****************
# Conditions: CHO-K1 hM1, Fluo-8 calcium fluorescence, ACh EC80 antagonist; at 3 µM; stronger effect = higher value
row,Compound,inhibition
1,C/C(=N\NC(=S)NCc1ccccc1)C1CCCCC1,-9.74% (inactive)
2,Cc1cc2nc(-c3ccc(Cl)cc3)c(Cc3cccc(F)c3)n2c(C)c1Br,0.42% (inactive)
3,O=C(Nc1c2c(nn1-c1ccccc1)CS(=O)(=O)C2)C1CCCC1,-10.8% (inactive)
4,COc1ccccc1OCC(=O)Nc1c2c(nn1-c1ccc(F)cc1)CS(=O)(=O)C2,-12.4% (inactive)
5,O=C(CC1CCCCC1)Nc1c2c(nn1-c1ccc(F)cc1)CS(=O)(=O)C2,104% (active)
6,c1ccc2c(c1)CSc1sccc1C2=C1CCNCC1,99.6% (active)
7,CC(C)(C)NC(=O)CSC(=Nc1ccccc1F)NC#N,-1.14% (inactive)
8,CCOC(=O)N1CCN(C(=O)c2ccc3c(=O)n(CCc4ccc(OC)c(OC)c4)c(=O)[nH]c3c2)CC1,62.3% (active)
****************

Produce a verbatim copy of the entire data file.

# Conditions: CHO-K1 hM1, Fluo-8 calcium fluorescence, ACh EC80 antagonist; at 3 µM; stronger effect = higher value
row,Compound,inhibition
1,C/C(=N\NC(=S)NCc1ccccc1)C1CCCCC1,-9.74% (inactive)
2,Cc1cc2nc(-c3ccc(Cl)cc3)c(Cc3cccc(F)c3)n2c(C)c1Br,0.42% (inactive)
3,O=C(Nc1c2c(nn1-c1ccccc1)CS(=O)(=O)C2)C1CCCC1,-10.8% (inactive)
4,COc1ccccc1OCC(=O)Nc1c2c(nn1-c1ccc(F)cc1)CS(=O)(=O)C2,-12.4% (inactive)
5,O=C(CC1CCCCC1)Nc1c2c(nn1-c1ccc(F)cc1)CS(=O)(=O)C2,104% (active)
6,c1ccc2c(c1)CSc1sccc1C2=C1CCNCC1,99.6% (active)
7,CC(C)(C)NC(=O)CSC(=Nc1ccccc1F)NC#N,-1.14% (inactive)
8,CCOC(=O)N1CCN(C(=O)c2ccc3c(=O)n(CCc4ccc(OC)c(OC)c4)c(=O)[nH]c3c2)CC1,62.3% (active)